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DMZ #3

Posted: Tuesday, January 24, 2006
By: David Wallace



Writer: Brian Wood
Artists: Brian Wood and Riccardo Burchielli, Jeromy Cox (c)

Publisher: DC Comics/Vertigo

Brian Wood wraps up the opening arc of his new series with this issue, and whilst it isnít necessarily the most dynamic or exciting conclusion to the first part of would-be photo-journalist Matt Rothís story, it at least stays true to the themes introduced in the first couple of issues in its examination of the real-world implications of modern urban warfare. Kicking off with a dramatic sequence which sees south Manhattan set ablaze in a hail of missiles, the story then narrows its focus to the group of soliders who pick Matt up after mistaking him for an ďinsurgent,Ē and the bloody story of their misguided attempt to recapture some of New York Cityís titular Demilitarised Zone.

I like that Wood keeps the story relatively simple here, resisting the temptation to go into too much detail about the exact nature of the dispute between the two sides in his war, or even the politics of how the conflict came about. Significantly, it doesnít even seem important what side the armed forces who appear in this issue are on, as the writer seems more interested in what kind of effect warfare has on civilians who get caught in the middle and how life goes on despite the horrors that normal people have to go through as a result. However, we donít really gain the same level of insight from this final issue of the arc as we did from the first two instalments, and part of that is due to the comparative lack of characterisation and new ideas which are introduced. Issue #1 got us used to Matt and Zee and the concept of the DMZ, and issue #2 took the reader on a rich tour of Woodís Manhattan, complete with an assortment of well-conceived and rounded characters who defied stereotype and added a very authentic edge to the book. DMZ has explored the cost of war on a very human and relatable level so far, and whilst these important elements still show through in this issue, thereís definitely a sense that the writer felt the need to punctuate his first arc with a definite ending to set up the seriesí status quo instead of letting his story simply continue. Woodís realistic cynicism nevertheless persists to make some very valid points here about how the modern military manipulate the media to their advantage, yet implies with his final few pages that Matt will attempt to use his position to provide his countrymen with a more representative view of life in the DMZ, which raises the possibility of some very interesting conflicts with his superiors in the future.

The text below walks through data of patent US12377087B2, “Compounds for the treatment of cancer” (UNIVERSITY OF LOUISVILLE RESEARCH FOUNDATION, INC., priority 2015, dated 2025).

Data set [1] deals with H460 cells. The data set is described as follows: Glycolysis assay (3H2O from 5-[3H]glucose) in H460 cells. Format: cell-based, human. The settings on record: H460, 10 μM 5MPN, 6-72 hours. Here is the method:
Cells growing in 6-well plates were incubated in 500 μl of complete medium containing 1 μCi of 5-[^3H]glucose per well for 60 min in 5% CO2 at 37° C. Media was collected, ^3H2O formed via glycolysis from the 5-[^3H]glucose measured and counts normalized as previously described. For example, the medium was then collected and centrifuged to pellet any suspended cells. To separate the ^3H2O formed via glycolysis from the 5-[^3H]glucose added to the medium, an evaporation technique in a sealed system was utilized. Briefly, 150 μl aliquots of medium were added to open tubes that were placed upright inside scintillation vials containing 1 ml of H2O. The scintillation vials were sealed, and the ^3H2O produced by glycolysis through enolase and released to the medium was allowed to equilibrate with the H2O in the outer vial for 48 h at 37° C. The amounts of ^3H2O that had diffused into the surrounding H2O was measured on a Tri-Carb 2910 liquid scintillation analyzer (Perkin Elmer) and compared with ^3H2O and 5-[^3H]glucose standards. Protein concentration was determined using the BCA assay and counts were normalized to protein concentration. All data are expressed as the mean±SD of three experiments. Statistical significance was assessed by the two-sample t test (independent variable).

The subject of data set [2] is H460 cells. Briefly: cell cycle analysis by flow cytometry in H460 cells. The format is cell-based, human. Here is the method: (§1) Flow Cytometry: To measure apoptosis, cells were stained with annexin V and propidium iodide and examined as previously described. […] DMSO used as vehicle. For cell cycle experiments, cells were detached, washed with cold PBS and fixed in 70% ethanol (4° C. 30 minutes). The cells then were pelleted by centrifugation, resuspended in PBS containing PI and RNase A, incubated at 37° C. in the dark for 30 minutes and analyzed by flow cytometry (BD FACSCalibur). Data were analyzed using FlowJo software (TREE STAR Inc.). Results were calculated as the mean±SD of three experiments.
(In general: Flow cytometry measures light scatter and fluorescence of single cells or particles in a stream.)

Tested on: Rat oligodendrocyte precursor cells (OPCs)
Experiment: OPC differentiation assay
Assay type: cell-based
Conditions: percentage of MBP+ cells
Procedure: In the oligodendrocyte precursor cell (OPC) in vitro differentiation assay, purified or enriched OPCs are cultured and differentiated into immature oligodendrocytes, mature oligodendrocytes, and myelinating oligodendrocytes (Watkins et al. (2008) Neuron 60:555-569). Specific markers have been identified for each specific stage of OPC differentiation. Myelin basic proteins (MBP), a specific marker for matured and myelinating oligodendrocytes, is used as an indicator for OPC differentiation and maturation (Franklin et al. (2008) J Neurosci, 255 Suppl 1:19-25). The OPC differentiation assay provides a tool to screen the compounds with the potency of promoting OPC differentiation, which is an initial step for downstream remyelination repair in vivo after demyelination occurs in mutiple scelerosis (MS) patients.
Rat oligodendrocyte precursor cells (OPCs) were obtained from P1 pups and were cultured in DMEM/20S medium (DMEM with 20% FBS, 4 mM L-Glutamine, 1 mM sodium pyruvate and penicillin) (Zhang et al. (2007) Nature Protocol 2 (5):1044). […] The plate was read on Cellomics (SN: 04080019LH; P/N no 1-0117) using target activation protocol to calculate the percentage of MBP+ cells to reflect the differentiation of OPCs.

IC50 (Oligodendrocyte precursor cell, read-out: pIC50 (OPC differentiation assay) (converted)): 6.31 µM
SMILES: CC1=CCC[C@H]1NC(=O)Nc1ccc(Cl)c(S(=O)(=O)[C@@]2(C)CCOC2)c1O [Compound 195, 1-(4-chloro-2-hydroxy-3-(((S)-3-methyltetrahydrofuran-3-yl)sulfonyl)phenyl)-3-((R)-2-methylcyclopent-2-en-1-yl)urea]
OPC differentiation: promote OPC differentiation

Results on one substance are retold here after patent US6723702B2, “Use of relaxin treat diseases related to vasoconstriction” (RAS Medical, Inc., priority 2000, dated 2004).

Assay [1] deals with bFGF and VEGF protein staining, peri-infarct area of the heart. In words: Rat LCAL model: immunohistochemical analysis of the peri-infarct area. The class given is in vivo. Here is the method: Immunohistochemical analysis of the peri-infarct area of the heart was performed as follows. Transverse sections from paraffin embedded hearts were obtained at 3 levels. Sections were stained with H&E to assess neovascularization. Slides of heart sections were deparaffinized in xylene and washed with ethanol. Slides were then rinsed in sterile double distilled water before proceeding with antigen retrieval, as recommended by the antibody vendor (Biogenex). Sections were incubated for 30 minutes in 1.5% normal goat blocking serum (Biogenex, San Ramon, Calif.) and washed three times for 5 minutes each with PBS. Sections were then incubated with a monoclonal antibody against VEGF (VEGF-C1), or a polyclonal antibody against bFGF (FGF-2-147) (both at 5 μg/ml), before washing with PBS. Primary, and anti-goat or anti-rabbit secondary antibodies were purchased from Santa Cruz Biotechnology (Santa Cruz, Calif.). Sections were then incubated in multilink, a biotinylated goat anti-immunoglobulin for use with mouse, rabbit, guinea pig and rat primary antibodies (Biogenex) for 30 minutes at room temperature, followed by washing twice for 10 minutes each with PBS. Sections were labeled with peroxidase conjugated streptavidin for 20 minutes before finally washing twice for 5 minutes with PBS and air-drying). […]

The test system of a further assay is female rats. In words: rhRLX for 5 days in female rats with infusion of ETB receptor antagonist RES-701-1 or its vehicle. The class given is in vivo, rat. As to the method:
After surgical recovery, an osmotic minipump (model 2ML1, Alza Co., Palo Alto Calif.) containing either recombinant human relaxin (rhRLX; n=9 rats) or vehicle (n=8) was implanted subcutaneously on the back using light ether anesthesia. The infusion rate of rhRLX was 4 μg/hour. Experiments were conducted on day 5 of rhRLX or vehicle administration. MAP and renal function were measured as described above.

I expected this book to continue to move at its own speed, peeling away layers of the DMZ as the natural pace of the story would dictate, but the events of this issue felt forced and - for the first time - didnít seem to grow organically out of the central characters. Thatís not to say that itís a bad ending to the arc Ė indeed, the book as a whole certainly still holds a lot of promise, and Iím keen to see where it goes Ė but this issue somehow felt a little less dense and intelligently-written than the preceding two. Still, the artwork continues the good work weíve seen so far, this time mixing a couple of larger-scale shots (like the opening splashpage of Manhattan under fire) with the more intimate street-level perspective that serves the themes of the book so well. I continue to be impressed by the attention to detail which is evident in every one of Wood and Burchielliís panels, as the consistent atmosphere of decay and urban chaos is brought out effectively through the graffiti-tagged walls and bullet-ridden cars, which say as much about the warís effect on people as they do about the physical destruction of streets and buildings. Iím also enjoying the attention that has clearly been paid to the seriesí covers so far, as each one reflects the story of the issue within whilst working equally well as an isolated image. The strong sense of composition and design apparent in each one combines with a stark, attention-grabbing logo and a dark and gritty colour scheme which means youíre not going to mistake this book for any other title on the shelves.

Brian Wood has made his exploration of life in the DMZ come alive through the creation of interesting and three-dimensional characters. Matt and Zee are both great examples of complex and fully-formed personalities even at this early stage, and I hope that that element of the book isnít ignored in favour of a bigger-picture approach in future issues. A larger canvas may be useful when depicting the scale of urban degradation in New York or the impact of shock-and-awe military activity in the DMZ, but the heart of the book remains its characters and the very human outlook on war with which they provide the reader. That said, I donít want to sound like Iím being overly hard on the title, as this issue only suffers due to comparison with the very high standard established by the seriesí opening two issues. This is still a very worthwhile read with a very distinctive voice Ė and crucially, something to say - and Iím looking forward to seeing Mattís story continue in future issues.



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